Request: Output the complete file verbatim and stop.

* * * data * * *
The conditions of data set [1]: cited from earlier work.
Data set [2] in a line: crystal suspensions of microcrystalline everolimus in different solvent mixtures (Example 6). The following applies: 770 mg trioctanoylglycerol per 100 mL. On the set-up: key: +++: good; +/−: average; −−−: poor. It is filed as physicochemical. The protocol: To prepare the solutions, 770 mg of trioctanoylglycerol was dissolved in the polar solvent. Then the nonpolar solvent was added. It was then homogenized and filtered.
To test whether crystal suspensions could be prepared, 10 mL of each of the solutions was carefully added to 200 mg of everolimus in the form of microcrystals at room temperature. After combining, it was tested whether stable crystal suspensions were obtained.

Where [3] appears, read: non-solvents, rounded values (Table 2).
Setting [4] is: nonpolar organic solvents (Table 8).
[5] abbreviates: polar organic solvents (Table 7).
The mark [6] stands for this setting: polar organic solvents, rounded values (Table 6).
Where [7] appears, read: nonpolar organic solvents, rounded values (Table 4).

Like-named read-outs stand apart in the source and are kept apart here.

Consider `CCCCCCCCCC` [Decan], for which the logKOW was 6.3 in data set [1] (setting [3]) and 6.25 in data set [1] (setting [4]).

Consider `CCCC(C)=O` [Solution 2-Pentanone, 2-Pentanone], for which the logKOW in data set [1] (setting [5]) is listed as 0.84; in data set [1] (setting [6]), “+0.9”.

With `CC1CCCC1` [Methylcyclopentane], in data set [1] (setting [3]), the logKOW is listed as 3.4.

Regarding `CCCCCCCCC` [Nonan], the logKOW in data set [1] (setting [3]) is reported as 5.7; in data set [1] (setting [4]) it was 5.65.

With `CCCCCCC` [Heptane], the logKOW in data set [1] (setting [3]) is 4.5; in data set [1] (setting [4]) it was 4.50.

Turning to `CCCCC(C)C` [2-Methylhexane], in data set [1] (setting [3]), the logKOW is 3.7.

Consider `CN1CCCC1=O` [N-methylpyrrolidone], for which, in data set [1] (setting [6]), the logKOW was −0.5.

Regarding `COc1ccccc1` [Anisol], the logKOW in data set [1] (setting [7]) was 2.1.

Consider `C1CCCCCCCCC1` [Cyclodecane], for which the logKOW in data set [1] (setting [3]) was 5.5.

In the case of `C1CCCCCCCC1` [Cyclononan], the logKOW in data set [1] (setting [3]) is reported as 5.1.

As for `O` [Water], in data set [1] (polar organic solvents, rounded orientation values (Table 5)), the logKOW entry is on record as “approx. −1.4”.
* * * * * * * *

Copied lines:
The conditions of data set [1]: cited from earlier work.
Data set [2] in a line: crystal suspensions of microcrystalline everolimus in different solvent mixtures (Example 6). The following applies: 770 mg trioctanoylglycerol per 100 mL. On the set-up: key: +++: good; +/−: average; −−−: poor. It is filed as physicochemical. The protocol: To prepare the solutions, 770 mg of trioctanoylglycerol was dissolved in the polar solvent. Then the nonpolar solvent was added. It was then homogenized and filtered.
To test whether crystal suspensions could be prepared, 10 mL of each of the solutions was carefully added to 200 mg of everolimus in the form of microcrystals at room temperature. After combining, it was tested whether stable crystal suspensions were obtained.

Where [3] appears, read: non-solvents, rounded values (Table 2).
Setting [4] is: nonpolar organic solvents (Table 8).
[5] abbreviates: polar organic solvents (Table 7).
The mark [6] stands for this setting: polar organic solvents, rounded values (Table 6).
Where [7] appears, read: nonpolar organic solvents, rounded values (Table 4).

Like-named read-outs stand apart in the source and are kept apart here.

Consider `CCCCCCCCCC` [Decan], for which the logKOW was 6.3 in data set [1] (setting [3]) and 6.25 in data set [1] (setting [4]).

Consider `CCCC(C)=O` [Solution 2-Pentanone, 2-Pentanone], for which the logKOW in data set [1] (setting [5]) is listed as 0.84; in data set [1] (setting [6]), “+0.9”.

With `CC1CCCC1` [Methylcyclopentane], in data set [1] (setting [3]), the logKOW is listed as 3.4.

Regarding `CCCCCCCCC` [Nonan], the logKOW in data set [1] (setting [3]) is reported as 5.7; in data set [1] (setting [4]) it was 5.65.

With `CCCCCCC` [Heptane], the logKOW in data set [1] (setting [3]) is 4.5; in data set [1] (setting [4]) it was 4.50.

Turning to `CCCCC(C)C` [2-Methylhexane], in data set [1] (setting [3]), the logKOW is 3.7.

Consider `CN1CCCC1=O` [N-methylpyrrolidone], for which, in data set [1] (setting [6]), the logKOW was −0.5.

Regarding `COc1ccccc1` [Anisol], the logKOW in data set [1] (setting [7]) was 2.1.

Consider `C1CCCCCCCCC1` [Cyclodecane], for which the logKOW in data set [1] (setting [3]) was 5.5.

In the case of `C1CCCCCCCC1` [Cyclononan], the logKOW in data set [1] (setting [3]) is reported as 5.1.

As for `O` [Water], in data set [1] (polar organic solvents, rounded orientation values (Table 5)), the logKOW entry is on record as “approx. −1.4”.